BACKGROUND: Patients with chronic noncancer pain (CNCP) present unique challenges to emergency department (ED) care providers and administrators. Their conditions lead to frequent ED visits for pain relief and symptom management and are often poorly addressed with costly, low-yield care. A systematic review has not been performed to inform the management of frequent ED utilizing patients with CNCP. Therefore, we synthesized the available evidence on interventional strategies to improve care-associated outcomes for this patient group.
METHODS: We searched Medline, EMBASE, CINAHL, CENTRAL, SCOPUS, and Web of Science from database inception to June 2018 for eligible interventional studies aimed at reducing frequent ED utilization among adult patients with CNCP. Articles were assessed in duplicate in accordance with methodologic recommendations from the Cochrane Handbook for Systematic Reviews of Interventions. Outcomes of interest were the frequency of subsequent ED visits, type and amount of opioids administered in the ED and prescribed at discharge, and costs. Methodologic quality was assessed using the Cochrane Risk of Bias in Non-Randomized Studies of Interventions and Risk of Bias tools for nonrandomized and randomized studies, respectively.
RESULTS: Thirteen studies including 1,679 patients met the inclusion criteria. Identified interventions implemented pain policies (n = 4), individualized care plans (n = 5), ED care coordination (n = 2), chronic pain management pathways (n = 1), and behavioral health interventions (n = 1). All of the studies reported a decrease in ED visit frequency following their respective interventions. These reductions were especially pronounced in studies whose interventions were focused around individualized care plans and primary care involvement. Interventions implementing opioid restriction and pain management policies were largely successful in reducing the amounts of opioid medications administered and prescribed in the ED.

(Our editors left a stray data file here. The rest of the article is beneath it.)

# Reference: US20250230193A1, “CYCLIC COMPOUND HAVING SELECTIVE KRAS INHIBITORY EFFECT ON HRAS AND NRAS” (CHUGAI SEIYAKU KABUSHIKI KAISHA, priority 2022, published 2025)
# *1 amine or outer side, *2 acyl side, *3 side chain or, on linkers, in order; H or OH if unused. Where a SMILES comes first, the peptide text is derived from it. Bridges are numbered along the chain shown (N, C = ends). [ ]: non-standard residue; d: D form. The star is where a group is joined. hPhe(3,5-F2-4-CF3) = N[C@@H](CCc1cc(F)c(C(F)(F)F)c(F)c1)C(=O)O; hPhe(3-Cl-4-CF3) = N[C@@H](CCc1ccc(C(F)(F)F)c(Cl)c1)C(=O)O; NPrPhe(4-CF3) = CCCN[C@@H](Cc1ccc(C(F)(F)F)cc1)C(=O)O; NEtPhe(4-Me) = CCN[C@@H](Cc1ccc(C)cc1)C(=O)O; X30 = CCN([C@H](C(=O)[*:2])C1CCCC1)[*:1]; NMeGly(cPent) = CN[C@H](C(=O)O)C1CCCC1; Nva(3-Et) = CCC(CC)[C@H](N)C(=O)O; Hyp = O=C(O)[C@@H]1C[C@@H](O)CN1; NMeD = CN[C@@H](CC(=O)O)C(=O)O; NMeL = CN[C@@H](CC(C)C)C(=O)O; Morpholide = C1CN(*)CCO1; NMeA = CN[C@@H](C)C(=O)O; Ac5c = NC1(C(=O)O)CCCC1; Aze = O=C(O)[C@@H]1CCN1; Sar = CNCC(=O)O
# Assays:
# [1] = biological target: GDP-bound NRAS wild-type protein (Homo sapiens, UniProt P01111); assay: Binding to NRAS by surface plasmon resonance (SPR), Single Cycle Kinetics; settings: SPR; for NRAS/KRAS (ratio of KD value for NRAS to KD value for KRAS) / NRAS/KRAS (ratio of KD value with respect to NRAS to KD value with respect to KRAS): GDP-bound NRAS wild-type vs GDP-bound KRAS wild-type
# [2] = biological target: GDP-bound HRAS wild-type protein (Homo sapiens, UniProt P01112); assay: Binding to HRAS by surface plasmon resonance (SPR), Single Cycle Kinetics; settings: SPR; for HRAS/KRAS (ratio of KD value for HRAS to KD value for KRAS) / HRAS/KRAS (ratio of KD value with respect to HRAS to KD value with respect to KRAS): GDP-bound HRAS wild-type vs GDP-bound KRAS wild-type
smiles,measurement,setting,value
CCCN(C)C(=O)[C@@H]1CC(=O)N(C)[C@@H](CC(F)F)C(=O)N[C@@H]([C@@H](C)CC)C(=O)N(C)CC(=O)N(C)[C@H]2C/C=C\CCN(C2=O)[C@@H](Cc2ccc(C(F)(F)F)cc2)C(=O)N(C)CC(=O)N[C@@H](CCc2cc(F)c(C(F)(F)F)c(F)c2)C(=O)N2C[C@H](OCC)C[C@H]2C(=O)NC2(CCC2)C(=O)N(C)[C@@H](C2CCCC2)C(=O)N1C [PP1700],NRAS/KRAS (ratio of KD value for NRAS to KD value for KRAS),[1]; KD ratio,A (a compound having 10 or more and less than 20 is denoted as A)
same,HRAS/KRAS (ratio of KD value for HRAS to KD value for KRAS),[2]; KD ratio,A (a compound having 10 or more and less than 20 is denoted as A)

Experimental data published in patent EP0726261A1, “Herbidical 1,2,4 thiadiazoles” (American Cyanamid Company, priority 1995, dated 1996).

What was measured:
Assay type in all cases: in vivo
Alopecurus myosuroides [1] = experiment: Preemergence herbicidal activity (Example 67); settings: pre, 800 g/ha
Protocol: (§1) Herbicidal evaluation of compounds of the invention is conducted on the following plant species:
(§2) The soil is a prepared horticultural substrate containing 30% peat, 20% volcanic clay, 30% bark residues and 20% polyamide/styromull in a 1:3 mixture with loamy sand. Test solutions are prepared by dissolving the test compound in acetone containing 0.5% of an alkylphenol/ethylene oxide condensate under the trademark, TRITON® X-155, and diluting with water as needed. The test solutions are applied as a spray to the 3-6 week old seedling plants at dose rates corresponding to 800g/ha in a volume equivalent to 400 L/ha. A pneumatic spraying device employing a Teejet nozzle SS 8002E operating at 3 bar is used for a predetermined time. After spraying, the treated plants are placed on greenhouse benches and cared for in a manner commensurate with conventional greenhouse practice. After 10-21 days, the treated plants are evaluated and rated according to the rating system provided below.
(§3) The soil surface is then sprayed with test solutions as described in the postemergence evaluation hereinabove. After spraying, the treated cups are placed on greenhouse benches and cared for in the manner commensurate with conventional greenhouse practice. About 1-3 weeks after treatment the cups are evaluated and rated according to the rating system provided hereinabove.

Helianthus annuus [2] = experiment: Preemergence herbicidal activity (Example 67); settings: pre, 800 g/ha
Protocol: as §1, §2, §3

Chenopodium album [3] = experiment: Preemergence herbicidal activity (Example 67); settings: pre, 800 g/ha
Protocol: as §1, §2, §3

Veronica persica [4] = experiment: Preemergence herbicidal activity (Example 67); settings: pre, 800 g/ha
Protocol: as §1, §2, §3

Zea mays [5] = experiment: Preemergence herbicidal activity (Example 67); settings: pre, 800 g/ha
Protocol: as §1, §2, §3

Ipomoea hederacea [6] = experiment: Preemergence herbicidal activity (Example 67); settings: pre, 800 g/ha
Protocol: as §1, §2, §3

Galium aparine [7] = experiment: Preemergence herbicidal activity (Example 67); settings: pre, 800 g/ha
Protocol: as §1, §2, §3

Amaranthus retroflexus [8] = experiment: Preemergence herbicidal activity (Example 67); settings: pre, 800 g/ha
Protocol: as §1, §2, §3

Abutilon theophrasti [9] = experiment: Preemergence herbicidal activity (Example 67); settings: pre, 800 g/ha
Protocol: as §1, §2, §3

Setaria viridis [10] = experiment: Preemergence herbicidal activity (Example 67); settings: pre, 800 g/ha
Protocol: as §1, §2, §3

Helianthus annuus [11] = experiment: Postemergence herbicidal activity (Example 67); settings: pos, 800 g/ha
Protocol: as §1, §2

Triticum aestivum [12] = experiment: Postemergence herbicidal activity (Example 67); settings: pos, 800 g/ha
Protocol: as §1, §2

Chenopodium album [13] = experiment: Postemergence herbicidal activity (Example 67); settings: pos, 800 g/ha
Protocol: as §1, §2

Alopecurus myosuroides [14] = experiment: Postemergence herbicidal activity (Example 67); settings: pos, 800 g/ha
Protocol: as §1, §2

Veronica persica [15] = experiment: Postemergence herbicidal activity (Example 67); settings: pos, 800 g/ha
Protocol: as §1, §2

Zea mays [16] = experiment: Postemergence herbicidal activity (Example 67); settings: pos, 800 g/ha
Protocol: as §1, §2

CONCLUSIONS: Multifaceted interventions, especially those employing individualized care plans, can successfully reduce subsequent ED visits, ED opioid administration and prescription, and care-associated costs for frequent ED utilizing patients with CNCP.
This is a very helpful review in identifying approaches most likely to succeed in improving care for this difficult ED sub population.
It is difficult to draw conclusions from this study. The authors themselves warn of probable publication bias in the included studies. 12/13 studies were done in the United States. The contexts (size and location of the ED, patient population, primary care provider availability, support programs, withdrawal management programs, etc) are likely to be very different in each place. Like any complex social intervention, it is difficult to tease out what works, for whom, in what setting, and why it works or not. A realist review or realist synthesis methodology would likely be a better choice for approaching the problem of looking at the characteristics and effectiveness of interventions for frequent ED utilization of patients with chronic noncancer pain.
Patients who frequently visit EDs for chronic pain are difficult to help. These studies suggest that certain interventions can decrease their recidivism and the amount of opioids they get, but it's not clear whether or not this equates to any patient-important benefit.